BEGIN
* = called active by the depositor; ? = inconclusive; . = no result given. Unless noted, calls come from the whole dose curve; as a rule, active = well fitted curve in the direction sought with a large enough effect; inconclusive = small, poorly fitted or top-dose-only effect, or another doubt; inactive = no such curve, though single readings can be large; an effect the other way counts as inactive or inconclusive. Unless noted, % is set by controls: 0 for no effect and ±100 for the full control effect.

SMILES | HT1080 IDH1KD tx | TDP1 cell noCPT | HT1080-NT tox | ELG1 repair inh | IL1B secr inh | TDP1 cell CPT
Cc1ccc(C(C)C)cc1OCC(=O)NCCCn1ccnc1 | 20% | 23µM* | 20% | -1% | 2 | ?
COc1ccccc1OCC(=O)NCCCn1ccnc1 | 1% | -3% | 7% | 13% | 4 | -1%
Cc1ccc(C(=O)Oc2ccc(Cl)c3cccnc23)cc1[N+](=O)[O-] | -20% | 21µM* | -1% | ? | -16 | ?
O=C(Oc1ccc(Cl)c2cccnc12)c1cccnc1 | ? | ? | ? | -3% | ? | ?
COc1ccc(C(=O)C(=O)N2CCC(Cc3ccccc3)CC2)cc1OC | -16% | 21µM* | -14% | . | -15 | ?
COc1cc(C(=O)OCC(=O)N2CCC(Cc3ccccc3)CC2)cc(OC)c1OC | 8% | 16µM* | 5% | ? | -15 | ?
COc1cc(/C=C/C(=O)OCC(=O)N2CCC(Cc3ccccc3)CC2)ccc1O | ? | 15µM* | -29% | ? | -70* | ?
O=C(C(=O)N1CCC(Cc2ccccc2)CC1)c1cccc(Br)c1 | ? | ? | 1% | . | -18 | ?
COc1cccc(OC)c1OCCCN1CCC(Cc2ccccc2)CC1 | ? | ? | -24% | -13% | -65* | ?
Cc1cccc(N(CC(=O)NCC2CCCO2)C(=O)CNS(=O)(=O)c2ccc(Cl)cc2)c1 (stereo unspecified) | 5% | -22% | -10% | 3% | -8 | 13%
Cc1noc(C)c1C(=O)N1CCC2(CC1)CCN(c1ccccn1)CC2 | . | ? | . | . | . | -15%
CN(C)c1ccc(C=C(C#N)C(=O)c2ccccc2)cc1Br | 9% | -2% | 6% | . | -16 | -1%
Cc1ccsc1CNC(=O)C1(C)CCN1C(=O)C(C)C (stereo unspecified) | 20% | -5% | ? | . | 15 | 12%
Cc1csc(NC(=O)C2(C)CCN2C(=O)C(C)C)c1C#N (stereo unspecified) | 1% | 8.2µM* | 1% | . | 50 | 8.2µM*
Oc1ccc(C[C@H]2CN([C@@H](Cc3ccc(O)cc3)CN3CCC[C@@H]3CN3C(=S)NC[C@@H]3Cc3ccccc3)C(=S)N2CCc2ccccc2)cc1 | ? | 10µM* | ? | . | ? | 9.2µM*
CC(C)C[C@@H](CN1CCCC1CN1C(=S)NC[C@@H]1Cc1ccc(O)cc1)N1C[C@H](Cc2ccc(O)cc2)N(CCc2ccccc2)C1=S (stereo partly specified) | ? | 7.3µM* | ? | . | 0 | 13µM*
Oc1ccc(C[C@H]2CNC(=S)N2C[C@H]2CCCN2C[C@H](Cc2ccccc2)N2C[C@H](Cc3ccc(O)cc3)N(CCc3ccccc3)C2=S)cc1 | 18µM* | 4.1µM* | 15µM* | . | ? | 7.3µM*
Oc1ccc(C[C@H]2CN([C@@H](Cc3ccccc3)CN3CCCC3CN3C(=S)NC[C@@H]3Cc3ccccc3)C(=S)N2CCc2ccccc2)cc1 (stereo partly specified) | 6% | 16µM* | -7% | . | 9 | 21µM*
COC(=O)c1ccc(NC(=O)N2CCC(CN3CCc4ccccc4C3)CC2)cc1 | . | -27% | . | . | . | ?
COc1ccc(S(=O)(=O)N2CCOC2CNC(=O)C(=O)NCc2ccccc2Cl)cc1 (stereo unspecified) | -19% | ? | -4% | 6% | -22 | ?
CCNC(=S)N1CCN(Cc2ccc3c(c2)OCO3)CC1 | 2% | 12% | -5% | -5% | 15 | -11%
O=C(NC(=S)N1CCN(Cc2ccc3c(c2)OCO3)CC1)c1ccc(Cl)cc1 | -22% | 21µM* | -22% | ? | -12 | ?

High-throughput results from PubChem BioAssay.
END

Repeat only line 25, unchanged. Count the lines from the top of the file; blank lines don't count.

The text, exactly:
High-throughput results from PubChem BioAssay.